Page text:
A 17-year-old girl who wrote a book about her struggle with mental illness after being molested and raped has been euthanized in the Netherlands, where she lived and assisted-suicide is legal.
Reports say Noa Pothoven chose to end her life Sunday with the assistance of an end of life clinic, Inside Edition reported.
Under Netherlands law, a doctor has to sign off on the decision after concluding that the patient’s suffering is unbearable and likely to continue, the news outlet reported.
“I deliberated for quite a while whether or not I should share this, but decided to do it anyway,” she wrote on Instagram on the day before her death, according to Inside Edition. “Maybe this comes as a surprise to some, given my posts about hospitalization, but my plan has been there for a long time and is not impulsive.”
Some people wrote me and asked what I think about this case, since I’m a psychotherapist and mental health professional.
I challenge the whole premise: “The patient’s suffering is unbearable and likely to continue.”
If THAT’S the basis for giving your professional sanction to a depressed person for ending his or her life, it’s a faulty one, at least in this case.
How can anybody know for sure that one’s suffering will continue? There are circumstances where that’s true. Terminal illness comes to mind. You’re going to die — for certain — and you face nothing but continued suffering between now and then. In such a case, it’s a certainty.
However, this young woman was depressed because of the thoughts and feelings she had about her prior rape. How can she — or anyone else — know for sure that she will continue to suffer to the same degree, as months and years go by? She is, after all, 17 — not 57 or 87.
Whatever happened to the “Survivors of Sexual Abuse Trauma” movement? Therapists and doctors used to encourage strength, stamina and recovery. Now, at least in the Netherlands, they appear as hopeless and despairing as their worst off patients. I find it shocking, frightening — and profoundly sad.
Here’s what I suspect happened. The mental health professionals/doctors who signed this order don’t want to be SEEN as lacking compassion. If they refused to give their professional sanction to letting her kill herself, they probably felt like they’re failing to feel the pain of a rape victim. They were worried about how this would make them look.
It’s not about that at all. There’s no question that you feel pain about rape. The issue is whether a doctor tells you there’s no chance of you ever feeling better. If that doctor or therapist feels he or she honestly cannot help the young woman, the doctor should say so. But the responsible thing to do would be to encourage her in finding someone who might be able to do so. Or, at the very least, not sign a form saying her suicide is medically recommended!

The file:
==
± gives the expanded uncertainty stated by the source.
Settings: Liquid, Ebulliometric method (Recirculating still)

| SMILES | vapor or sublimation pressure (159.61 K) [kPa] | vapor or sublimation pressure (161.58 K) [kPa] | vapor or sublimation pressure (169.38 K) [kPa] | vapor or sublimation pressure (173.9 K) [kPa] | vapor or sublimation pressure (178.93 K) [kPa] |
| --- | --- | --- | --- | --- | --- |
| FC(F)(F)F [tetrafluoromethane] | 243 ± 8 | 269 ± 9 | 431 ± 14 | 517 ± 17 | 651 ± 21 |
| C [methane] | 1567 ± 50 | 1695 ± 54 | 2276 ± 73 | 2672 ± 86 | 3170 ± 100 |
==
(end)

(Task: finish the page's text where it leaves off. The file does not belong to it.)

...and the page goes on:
Am I questioning that a grown adult has a LEGAL right to commit suicide? That’s a separate question. Unlike many, I favor separation of state and morality. I don’t want the government involved. However, this young person was not a legal, fully grown adult, at least not by American standards. Legally, I’d rather see the law err on the side of giving her another year to change her mind. But at the end of the day, I will acknowledge, we either are or are not sovereign over our lives. If we are, then we have a legal right to end our lives, as a willing adult, even if the basis for ending that life is (actually or allegedly) irrational. The legal matter is a separate question. I’m talking here about the psychological and moral factors.
I won’t understate how horrible a thing it must certainly be to get raped. I have encountered many who have been through this. It’s the ultimate violation, for sure. I will leave it to people who have been raped to share their experiences on the subject, if they’re willing. But most people who are raped do, at least in my experience, recover well enough not to want to kill themselves.
I can’t help but wonder if the culprit here is the medical model of psychiatry. The medical model of psychiatry treats everything — emotions, behavior, choice, personality — as solely the result of physical, medical factors. It’s wrong. We are much more than our bodies.
This poor 17-year-old girl has been told, for years, that she has a medical illness. The professionals who signed her death warrant even officially stated that her “medical illness” of being depressed was not going to improve. How could this not have led her to a state of despair, little different from being told you have terminal cancer where survival rates are zero?
If she really believed that her depression was, in fact, a terminal medical illness rather than something she could play a role in altering herself, even if over time … is it any wonder she wanted to kill herself?
I find the decision of her medical doctors repulsive and wrong. But like I said, I think I know what they were thinking: “If I don’t let her kill herself, it will seem like I’m not compassionate about rape.”
If true, than all I can utter is a deplorable “Wow.”
Helping people see they don’t have to care about what others think — only what’s TRUE — seems to me the central job of any mental health professional or psychiatrist.
Noa Pothoven’s doctors let her down, and the consequences are irreversible.
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